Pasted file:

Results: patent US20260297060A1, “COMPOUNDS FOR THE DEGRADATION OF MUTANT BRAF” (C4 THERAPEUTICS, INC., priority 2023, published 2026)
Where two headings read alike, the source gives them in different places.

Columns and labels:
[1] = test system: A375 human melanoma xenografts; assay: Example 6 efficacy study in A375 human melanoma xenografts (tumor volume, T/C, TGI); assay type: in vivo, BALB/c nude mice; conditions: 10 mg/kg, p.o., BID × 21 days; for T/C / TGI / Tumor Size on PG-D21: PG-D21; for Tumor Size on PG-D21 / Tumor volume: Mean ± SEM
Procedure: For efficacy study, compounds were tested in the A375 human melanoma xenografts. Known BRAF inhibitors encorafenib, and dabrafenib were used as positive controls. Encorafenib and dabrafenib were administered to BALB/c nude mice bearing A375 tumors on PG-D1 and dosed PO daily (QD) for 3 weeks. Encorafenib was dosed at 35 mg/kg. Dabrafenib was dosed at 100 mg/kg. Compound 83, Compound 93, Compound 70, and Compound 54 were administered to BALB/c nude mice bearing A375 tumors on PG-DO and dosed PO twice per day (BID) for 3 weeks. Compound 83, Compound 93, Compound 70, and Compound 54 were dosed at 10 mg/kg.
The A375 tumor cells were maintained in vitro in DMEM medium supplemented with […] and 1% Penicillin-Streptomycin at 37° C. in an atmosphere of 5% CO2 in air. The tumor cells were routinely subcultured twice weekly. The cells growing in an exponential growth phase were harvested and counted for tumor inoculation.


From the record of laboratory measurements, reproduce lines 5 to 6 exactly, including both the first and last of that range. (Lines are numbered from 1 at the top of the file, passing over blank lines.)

Procedure: For efficacy study, compounds were tested in the A375 human melanoma xenografts. Known BRAF inhibitors encorafenib, and dabrafenib were used as positive controls. Encorafenib and dabrafenib were administered to BALB/c nude mice bearing A375 tumors on PG-D1 and dosed PO daily (QD) for 3 weeks. Encorafenib was dosed at 35 mg/kg. Dabrafenib was dosed at 100 mg/kg. Compound 83, Compound 93, Compound 70, and Compound 54 were administered to BALB/c nude mice bearing A375 tumors on PG-DO and dosed PO twice per day (BID) for 3 weeks. Compound 83, Compound 93, Compound 70, and Compound 54 were dosed at 10 mg/kg.
The A375 tumor cells were maintained in vitro in DMEM medium supplemented with […] and 1% Penicillin-Streptomycin at 37° C. in an atmosphere of 5% CO2 in air. The tumor cells were routinely subcultured twice weekly. The cells growing in an exponential growth phase were harvested and counted for tumor inoculation.